Knowles said Ebony, when she was able to remember and speak, told them of a feeling that came over her less than an hour after her friends dropped her off, and that her hands and fingers had been moving on their own. And that she could not even call anyone for assistance.

Her stepdad Everette Nixon arrived home and found her.

Knowles said he spoke to Ebony, but she did not respond and was just looking at him, staring. And that he saw Ebony’s hands moving and that they could not stop, which made him realize something was seriously wrong. He called Knowles and told her something wasn’t right with Ebony. He took her to the hospital where they met Knowles.

“We thank God he came home and for his quick thinking,” said Knowles.

Tests confirmed Ebony had suffered a brain bleed. Knowles said they were told that the continuous migraines probably caused Ebony’s blood pressure to escalate.


Treatment

Brain aneurysms are treated two ways – surgery and/or endovascular therapy – whether they are ruptured or unruptured, according to clevelandclinic.org.

During open surgical (microvascular) clipping, the surgeon cuts a small opening in the skull to access the aneurysm. Using a tiny microscope and instruments, the surgeon attaches a small metal clip at the base of the aneurysm to pinch it off. This blocks blood from flowing into the aneurysm. The surgery can stop a brain bleed or keep an intact aneurysm from breaking open. Recovery time is different for ruptured (several weeks to months) and unruptured (usually two to four weeks) aneurysms. It’s a procedure considered to be durable with low recurrence rate.

In endovascular therapy (coil embolization, stenting, balloon remodeling, flow diversion, intraluminal web device), the surgeon does not need to create an opening in the skull. Instead, the doctor inserts a catheter in a blood vessel, usually in the groin or wrist, and threads it to the brain. Through the catheter, the doctor places a ball of wires, most often made of platinum, in the aneurysm, sometimes with the help of small stents or balloons. Recently, another small device, called Web, which looks like a mesh ball, made of nickel titanium, also became available, and works in a similar fashion as coils. Both methods result in blood clot formation around and inside the wire ball or web device, and block blood flow into the aneurysm, reducing or eliminating the risk of rupture.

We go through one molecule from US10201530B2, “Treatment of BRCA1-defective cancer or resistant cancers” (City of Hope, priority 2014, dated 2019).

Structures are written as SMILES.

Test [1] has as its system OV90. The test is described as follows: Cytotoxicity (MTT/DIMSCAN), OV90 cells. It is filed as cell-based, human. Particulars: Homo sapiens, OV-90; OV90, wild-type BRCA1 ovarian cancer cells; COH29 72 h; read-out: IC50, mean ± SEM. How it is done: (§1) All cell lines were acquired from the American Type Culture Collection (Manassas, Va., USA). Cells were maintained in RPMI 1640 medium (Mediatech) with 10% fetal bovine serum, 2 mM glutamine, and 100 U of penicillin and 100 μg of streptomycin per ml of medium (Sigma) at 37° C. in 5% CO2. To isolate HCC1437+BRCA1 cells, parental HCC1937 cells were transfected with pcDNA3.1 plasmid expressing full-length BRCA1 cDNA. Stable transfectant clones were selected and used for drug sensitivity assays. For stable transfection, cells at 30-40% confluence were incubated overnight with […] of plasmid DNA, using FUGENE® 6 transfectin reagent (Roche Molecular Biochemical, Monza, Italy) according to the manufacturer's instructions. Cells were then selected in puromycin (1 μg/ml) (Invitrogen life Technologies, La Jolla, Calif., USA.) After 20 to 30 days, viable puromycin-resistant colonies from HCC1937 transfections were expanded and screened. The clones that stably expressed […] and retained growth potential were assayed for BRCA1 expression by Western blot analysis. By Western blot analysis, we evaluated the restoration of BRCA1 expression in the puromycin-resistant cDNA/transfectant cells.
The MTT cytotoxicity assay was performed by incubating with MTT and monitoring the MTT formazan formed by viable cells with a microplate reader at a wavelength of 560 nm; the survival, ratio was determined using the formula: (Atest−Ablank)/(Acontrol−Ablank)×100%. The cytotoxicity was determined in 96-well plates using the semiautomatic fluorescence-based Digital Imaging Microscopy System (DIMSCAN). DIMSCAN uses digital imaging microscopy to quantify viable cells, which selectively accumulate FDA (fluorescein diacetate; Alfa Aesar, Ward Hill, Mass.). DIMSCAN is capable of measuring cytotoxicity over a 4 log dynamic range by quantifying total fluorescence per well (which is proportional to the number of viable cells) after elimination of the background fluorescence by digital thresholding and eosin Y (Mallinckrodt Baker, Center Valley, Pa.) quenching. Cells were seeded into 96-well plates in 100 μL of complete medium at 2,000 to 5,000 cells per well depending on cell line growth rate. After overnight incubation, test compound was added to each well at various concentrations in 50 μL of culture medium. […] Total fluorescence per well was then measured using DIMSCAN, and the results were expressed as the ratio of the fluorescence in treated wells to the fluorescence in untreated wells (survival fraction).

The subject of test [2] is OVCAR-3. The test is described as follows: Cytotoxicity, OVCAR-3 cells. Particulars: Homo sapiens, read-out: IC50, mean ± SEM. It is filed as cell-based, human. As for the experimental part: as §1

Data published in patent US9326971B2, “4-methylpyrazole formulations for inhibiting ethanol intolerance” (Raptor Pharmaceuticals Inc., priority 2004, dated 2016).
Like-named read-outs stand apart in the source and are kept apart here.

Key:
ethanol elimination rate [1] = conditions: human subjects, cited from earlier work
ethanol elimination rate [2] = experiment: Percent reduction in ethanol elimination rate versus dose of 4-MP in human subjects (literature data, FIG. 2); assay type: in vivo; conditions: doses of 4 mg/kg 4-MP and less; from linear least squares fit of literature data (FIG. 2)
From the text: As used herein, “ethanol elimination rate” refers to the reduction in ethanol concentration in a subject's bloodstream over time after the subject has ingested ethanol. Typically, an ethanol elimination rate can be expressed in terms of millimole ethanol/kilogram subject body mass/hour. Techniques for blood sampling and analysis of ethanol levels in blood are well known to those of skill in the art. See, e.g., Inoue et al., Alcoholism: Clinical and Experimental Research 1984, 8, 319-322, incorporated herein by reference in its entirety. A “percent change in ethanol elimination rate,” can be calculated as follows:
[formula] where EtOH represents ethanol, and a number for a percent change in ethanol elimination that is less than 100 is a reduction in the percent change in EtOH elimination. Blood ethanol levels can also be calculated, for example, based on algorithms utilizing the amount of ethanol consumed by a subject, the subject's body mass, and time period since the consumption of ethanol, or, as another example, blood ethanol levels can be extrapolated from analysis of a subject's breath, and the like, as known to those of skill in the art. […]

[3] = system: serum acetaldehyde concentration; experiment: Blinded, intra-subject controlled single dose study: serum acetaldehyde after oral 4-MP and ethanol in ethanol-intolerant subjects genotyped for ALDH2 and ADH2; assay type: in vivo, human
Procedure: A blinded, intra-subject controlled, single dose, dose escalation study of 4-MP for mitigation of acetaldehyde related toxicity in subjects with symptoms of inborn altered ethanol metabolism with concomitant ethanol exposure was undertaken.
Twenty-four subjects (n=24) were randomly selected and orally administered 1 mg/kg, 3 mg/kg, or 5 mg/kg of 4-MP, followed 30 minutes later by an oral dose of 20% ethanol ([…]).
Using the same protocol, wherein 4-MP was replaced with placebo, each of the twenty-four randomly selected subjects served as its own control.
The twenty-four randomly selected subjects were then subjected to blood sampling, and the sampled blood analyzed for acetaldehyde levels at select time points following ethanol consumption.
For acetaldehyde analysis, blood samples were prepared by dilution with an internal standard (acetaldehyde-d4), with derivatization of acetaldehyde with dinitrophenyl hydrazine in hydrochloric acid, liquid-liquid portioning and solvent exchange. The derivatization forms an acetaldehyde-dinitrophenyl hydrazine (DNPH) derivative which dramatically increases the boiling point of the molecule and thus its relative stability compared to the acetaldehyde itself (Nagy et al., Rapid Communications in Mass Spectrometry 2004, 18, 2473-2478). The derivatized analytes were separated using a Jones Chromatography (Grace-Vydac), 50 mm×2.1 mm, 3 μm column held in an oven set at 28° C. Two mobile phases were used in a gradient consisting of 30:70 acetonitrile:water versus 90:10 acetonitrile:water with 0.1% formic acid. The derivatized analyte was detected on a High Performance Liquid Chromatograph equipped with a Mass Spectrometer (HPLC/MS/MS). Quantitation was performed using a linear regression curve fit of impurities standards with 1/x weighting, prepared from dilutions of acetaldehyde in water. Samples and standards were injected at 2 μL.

And just like with open surgery, recovery time can be several weeks to months for ruptured aneurysms.

Knowing that her daughter has a “road to traverse” to recovery ahead of her, Knowles said she has her moments, but that she talks to God because she knows she has to be strong for Ebony.

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Shavaughn Moss

Shavaughn Moss joined The Nassau Guardian as a sports reporter in 1989. She was later promoted to sports editor. Shavaughn covered every major athletic championship from the CARIFTA to Central American and Caribbean Championships through to World Championships and Olympics. Shavaughn was appointed as the Lifestyles Editor a few years later.